An Essential Caregiving Fairy Tale: Sleeping Beauty

Caregiver RX for Stress: 3 Steps to Me Time Monday

Caregiving Conversation Between Your Heart and Your Head

Caregiving Goes to the Oscars (2013)

Caregiving’s Lost Generation: The Nation’s Children

Caring for Those Heroes with Invisible Wounds

Creating Company Culture that Cares About Caregivers

How to Manage the Sandwich Generation Juggling Act – 8 Childish Things Caregivers Should Do

Let the Caregiving Movement Begin with the Caregiver Bill of Rights

Mars vs. Venus On Caregiver Stress

Rizzoli & Isles Creator is on the Case

Caring.com Caregiver Profiles

Caring dot com

Following are the caregiver profiles Sherri has contributed to Caring.com:

Debi Cacace – Staying Connected With Her Father-in-Law Through Technology

Diane McGunigle on Women, Caregiving and Heart Health

Dr. Sally Brooks –A Doctor, A Daughter, A Caregiver

First Lady Rosalynn Carter – The Caregiving Pioneer

The Health Risks of Being “The Good Daughter

Libby Hewes- A Veteran’s Caregiver Goes from Newlywed to Nurse

Rosalinda & Alain Babin – Boomer Parents Proud of Wounded Warrior Son

Sara Ballantine – The Magic of Caring for Her Dad

Sarah Abbott and Kate Stukenberg – Blondes vs. Brunettes in the Fight for Alzheimer’s

The Working Caregiver – A Culture of Care at Work Makes All the Difference

 

Happy Birthday to a Caregiving Pioneer – Rosalynn Carter

Photo: The Carter Center

Photo: The Carter Center

She said it first and she said it best:  “There are only four kinds of people in the world:  those who have been caregivers, those who are currently caregivers, those who will be caregivers, and those who will need caregivers.”

As one of the pioneers behind a growing caregiving movement in this country, Mrs. Carter became the first public figure to truly champion the cause of those 65 million Americans today caring for loved ones who are older, chronically ill, disabled, have special needs or are challenged by mental illness.

I talked with former First Lady Rosalynn Carter about the strides made for caregivers over the last few decades and what her hope is for the future.  They also talked about her caregiving roles – providing comfort and care to multiple family members over the years.  As Mrs. Carter gets ready to celebrate her 86th birthday on August 18, Sherri asked her to share her wish list for caregivers in this country.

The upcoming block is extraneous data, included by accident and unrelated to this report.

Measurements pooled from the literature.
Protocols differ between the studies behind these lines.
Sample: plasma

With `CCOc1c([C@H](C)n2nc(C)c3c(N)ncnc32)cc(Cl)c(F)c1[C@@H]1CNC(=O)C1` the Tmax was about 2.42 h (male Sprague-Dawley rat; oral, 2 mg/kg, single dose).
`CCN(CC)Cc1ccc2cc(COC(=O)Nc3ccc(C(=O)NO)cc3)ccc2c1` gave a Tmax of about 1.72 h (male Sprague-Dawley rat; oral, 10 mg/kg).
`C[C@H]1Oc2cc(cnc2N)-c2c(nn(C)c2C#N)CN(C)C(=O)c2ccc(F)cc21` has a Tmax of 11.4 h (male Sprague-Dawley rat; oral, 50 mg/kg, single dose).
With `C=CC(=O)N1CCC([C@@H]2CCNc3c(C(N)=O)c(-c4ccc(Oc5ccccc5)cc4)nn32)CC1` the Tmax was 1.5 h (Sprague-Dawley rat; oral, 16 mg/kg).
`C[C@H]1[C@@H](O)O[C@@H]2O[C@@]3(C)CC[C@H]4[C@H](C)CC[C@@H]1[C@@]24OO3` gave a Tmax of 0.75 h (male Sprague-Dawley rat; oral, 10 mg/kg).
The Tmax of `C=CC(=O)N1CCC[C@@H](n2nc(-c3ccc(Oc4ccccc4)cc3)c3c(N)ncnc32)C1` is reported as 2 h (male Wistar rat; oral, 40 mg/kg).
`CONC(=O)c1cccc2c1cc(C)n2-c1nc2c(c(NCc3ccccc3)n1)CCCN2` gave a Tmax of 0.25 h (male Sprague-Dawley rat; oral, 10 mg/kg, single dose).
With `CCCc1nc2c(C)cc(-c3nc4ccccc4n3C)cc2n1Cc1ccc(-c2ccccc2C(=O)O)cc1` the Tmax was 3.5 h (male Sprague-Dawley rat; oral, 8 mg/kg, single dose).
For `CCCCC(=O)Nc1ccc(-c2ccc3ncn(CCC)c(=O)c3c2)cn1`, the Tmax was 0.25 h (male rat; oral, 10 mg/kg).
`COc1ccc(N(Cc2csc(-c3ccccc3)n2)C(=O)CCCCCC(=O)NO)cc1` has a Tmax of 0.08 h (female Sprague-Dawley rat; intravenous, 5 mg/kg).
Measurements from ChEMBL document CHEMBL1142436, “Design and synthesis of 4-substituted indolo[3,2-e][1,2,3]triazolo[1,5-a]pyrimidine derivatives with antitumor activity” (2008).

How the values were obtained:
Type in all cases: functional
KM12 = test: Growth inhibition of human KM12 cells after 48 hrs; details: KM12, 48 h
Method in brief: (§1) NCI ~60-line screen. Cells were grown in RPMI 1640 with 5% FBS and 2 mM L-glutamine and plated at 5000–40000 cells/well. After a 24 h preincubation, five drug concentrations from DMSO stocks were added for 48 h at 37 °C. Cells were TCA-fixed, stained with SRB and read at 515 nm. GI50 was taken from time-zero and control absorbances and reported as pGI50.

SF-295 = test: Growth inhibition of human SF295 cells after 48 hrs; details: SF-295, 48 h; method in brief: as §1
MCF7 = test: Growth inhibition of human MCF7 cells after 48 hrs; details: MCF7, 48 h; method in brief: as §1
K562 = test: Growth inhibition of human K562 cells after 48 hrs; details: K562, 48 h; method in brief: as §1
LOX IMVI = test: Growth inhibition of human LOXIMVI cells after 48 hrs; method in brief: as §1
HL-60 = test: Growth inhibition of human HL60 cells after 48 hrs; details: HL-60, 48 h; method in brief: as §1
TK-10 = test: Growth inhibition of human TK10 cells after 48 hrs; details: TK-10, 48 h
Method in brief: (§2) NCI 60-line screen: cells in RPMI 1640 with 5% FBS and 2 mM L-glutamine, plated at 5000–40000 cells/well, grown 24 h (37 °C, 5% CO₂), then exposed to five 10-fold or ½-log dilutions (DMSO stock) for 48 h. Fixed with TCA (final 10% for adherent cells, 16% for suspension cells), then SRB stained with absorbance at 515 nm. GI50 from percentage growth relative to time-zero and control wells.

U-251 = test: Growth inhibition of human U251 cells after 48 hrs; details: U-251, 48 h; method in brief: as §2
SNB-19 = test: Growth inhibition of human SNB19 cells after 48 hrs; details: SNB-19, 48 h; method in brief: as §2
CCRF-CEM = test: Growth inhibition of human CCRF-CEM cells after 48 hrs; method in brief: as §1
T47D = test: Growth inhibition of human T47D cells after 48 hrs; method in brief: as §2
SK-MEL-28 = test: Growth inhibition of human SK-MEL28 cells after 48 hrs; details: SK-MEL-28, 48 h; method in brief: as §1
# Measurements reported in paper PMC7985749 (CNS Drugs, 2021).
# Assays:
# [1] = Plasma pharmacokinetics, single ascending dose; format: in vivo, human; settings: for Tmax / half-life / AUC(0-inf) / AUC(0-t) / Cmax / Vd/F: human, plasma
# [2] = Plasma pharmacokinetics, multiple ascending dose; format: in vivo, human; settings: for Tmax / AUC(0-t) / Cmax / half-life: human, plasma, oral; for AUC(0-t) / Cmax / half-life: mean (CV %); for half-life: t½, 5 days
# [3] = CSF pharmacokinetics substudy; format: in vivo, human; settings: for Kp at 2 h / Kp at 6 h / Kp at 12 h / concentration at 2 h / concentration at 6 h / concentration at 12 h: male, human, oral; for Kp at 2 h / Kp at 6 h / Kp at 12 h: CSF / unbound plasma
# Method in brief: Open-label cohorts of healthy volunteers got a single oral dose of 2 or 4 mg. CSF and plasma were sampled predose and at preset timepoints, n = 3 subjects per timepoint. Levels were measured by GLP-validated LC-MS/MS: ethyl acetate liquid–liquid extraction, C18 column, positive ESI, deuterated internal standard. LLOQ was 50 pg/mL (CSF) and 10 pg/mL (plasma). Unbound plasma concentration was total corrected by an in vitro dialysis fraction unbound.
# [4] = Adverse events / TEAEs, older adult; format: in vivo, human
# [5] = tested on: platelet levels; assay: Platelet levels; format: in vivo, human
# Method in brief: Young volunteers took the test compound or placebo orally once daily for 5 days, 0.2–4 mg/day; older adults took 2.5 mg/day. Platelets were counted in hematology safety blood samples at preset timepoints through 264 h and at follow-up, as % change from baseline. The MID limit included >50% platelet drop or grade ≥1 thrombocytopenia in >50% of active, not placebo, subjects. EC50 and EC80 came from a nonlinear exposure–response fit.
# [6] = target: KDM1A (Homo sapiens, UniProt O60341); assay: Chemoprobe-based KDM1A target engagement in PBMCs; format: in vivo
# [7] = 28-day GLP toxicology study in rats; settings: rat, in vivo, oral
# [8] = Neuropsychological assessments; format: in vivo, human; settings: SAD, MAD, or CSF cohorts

A Backwards Glance

“My work with caregiving grew out of my mental health work,” says Mrs. Carter. “I had seen so many families burdened with caregiving for those with mental health issues.  When we convened a meeting in the 1980s to discuss caregiving issues, it quickly spread from there.”  She had reached out to organizations such as the American Heart Association, the American Lung Association, the American Medical Association and other groups that could help both family caregivers and health care professionals.  Amazingly all these groups agreed that caregiving was critical to the health of the patient but no one had any focused caregiving programs.

That was then.  Over the last three decades, Mrs. Carter is encouraged by the public support for caregivers.  She points to essential government programs such as the National Family Caregiver Support Program, authorized as part of the Older Americans Act, and administered through the Administration on Aging, it provides grants to states to help caregivers keep loved ones at home as long as possible.  She also believes programs such as the Lifespan Respite Care Act are critical to helping caregivers with a huge issue identified back in those early 1980s meetings:  burn-out.  To avoid burn-out, caregivers today can find respite services, training and other information through the ARCH National Respite Network and Resource Center.

“Of course we always want more but it is wonderful to see how this issue [of caregiving] has become a major, major issue,” says Mrs. Carter.

She is also proud of the fact that the program she founded and which bears her name, the Rosalynn Carter Institute (RCI) for Caregiving at Georgia Southwestern State University is the “only university with a caregiving program.”  In talking with Dr. Leisa Easom, executive director of RCI, the Institute is focused on taking evidence-based research to understand caregiver needs and then translating that research into programs.  Since 1987, RCI has been a leading advocacy, education, research and service unit for caregivers at the university and beyond the campus.  Working with numerous national organizations and community-based services across the country, RCI recently launched a satellite program in Korea and will continue to expand its caregiving expertise and support internationally.

While Mrs. Carter is proud to have founded the first university-based caregiving program, she has only started.  Her hope is that the global aging crisis will encourage even more sectors, including government, academia and U.S. businesses, to understand the importance of focusing on the caregivers and the services and support they need.